You might have heard that Radio 1’s Big Weekend is in Exeter this year, you might even have got tickets. For those of us who aren’t as lucky then last week was the chance to reap the benefits of Radio 1 taking over Exeter this May. Amongst the free events held at Exeter Phoenix as part of the Radio 1 Academy was the BBC Introducing gig held on Wednesday evening. Hosted by Huw Stephens, a Radio 1 DJ famed for his knowledge of the up and comers in music and James Santer, head of BBC Introducing for Devon. For those of you who aren’t up on the corporate lingo, BBC Introducing was created to support “unsigned, undiscovered and under the radar musicians”. It is a great way to get your finger firmly in the pie of music success. But that’s enough of the promo, despite knowing little about the three bands playing the gig, Muncie Girls, Tourists and Witterquick I had trust in what Devon and the BBC had to offer.
a great way to get your finger firmly in the pie of music success
With BBC Radio 1 signs, stickers and posters everywhere plus lots of important looking people with headsets and clipboards the Phoenix felt unusually official. But there was also an exciting feel to the event, the people there were less likely to be fans of the bands and that meant you knew you were amongst fellow music lovers equally eager about the sounds coming from Devon at the moment.
Huw and James started by doing what BBC Introducing does best, introducing the band. First up was Witterquick, a 5 piece poppy alt-rock band of guys. As an example of the speed good things can happen they put their music up on the BBC Introducing Online Uploader last August, were signed in April and have an EP Beneath the Spinning Lights out next month. After seeing them live I can see definitely see why. Think up-tempo pop with grungey guitar and punchy vocals. With only a few songs to show their stuff, the passion of the band came through in every track. They also added in a sneaky cover of Miley Cyrus’s Wrecking Ball that was unexpected but surprisingly worked with their sound, as well as working up the crowd. They are definitely a band to watch and if you have caught interest and you also want to see them live at the Phoenix then they are having an EP launch gig on the 19th of June.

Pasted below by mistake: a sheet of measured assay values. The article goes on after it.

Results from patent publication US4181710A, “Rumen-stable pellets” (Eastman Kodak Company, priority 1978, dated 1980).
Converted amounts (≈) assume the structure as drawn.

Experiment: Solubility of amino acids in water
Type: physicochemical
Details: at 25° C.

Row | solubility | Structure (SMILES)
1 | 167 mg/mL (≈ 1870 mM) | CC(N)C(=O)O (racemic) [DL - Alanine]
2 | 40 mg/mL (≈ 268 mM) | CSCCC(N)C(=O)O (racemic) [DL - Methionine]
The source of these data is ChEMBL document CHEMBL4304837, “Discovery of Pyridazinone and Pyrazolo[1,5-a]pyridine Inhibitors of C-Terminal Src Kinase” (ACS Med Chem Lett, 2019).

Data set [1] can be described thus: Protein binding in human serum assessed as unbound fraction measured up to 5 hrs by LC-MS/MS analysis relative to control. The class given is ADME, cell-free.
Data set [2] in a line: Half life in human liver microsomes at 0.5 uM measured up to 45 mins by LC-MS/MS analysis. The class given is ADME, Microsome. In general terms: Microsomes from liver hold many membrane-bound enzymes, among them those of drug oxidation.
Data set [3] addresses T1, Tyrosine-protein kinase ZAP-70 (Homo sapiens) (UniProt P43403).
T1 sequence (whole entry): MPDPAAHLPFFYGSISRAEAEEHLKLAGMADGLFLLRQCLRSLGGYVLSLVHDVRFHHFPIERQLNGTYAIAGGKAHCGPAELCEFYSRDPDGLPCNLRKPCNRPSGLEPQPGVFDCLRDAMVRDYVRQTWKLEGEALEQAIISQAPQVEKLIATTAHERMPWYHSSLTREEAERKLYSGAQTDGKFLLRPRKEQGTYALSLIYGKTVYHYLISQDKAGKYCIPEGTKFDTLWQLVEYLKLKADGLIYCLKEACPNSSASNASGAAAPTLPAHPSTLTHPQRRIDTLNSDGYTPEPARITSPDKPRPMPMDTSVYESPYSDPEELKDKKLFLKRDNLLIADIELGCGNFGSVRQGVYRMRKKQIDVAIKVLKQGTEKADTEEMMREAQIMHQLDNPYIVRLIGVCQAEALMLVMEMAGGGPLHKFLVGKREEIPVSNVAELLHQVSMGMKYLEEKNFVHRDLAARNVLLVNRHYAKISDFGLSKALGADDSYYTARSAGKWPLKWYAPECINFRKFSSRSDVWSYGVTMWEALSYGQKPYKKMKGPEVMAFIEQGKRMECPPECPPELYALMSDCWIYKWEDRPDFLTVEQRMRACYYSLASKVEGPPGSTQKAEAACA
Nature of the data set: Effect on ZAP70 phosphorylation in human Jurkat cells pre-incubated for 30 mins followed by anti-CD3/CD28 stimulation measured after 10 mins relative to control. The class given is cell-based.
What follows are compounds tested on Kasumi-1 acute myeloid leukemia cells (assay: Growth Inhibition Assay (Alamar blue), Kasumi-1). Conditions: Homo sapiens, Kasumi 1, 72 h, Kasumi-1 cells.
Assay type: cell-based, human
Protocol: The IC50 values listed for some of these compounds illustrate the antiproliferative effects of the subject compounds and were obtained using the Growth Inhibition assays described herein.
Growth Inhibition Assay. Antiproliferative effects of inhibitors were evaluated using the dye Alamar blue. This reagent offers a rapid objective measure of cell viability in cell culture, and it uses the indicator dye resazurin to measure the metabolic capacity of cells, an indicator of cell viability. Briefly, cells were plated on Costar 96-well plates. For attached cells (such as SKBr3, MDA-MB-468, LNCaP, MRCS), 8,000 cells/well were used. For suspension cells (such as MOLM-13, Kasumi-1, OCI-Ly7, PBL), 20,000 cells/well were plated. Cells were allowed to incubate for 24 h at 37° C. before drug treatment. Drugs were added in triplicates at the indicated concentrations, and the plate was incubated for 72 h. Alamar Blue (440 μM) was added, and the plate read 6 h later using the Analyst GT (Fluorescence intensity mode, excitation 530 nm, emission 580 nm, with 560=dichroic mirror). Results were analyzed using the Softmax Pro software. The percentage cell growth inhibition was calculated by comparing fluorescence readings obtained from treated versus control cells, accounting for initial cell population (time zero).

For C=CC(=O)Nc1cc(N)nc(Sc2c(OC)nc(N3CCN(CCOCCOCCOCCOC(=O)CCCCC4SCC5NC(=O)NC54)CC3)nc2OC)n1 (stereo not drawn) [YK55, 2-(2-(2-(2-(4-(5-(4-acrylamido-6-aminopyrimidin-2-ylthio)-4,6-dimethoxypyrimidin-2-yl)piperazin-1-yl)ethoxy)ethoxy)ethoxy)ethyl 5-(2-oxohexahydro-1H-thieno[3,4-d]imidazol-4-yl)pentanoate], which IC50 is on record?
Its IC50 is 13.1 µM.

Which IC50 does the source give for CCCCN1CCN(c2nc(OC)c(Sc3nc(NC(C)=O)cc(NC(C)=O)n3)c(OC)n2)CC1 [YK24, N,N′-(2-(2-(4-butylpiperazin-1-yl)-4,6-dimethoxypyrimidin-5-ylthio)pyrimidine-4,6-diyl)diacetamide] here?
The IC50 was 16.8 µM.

Next up was the ethereal vocals and synths of Tourists, not to be confused with 70’s rock band The Tourists. It was another five piece band of guys – but with a very different sound. Funky drums in the background to beautiful slow builds of layered guitar and synth meant I was very much surprised I hadn’t heard of this band before. Despite the shortness of the set, I was already amazed at how quickly I picked up on their unique postrock-y character and sound. I thoroughly recommend giving these guys a listen, and if you get the chance seeing them live.
Headlining the night were Muncie Girls, whose name you might have seen around Exeter as they recently had their debut album release show From Caplan to Belsize at The Cavern. Very much a punk rock band they certainly deserved to headline the night. It was refreshing to have a female vocalist accompanied by the grungy guitar. If this sounds up your alley, then they are playing the Great Escape Festival this year in Brighton along with some other great bands from Devon so be sure to check them out.
An unexpected opportunity of a quick interview with the hosts Huw Stephens and James Santer added a sparkle to an already great night. After some general chit chat about the night and Exeter’s music scene we asked them why they thought the BBC Introducing gig was so important.
“this kind of thing won’t happen again ’til you’re 70”
Huw Stephens was quick to say that it, “Reminds people that live music and venues like the Phoenix are brilliant” also that “With Big Weekend coming to Exeter, Radio 1 Academy is important in the run up in order to celebrate whole event”. It just shows how lucky we are to have Big Weekend come to Exeter. As James Santer put very well, “This kind of thing wont happen again ’til you’re 70”. Both hosts were truly passionate about the emerging music scene in Devon and you should be to. The gig was a brilliant example of the variety of music that can come from somewhere other than Bristol or London. Hopefully this will inspire you to go to that gig for that band you haven’t heard of before – you never know where they could be heading.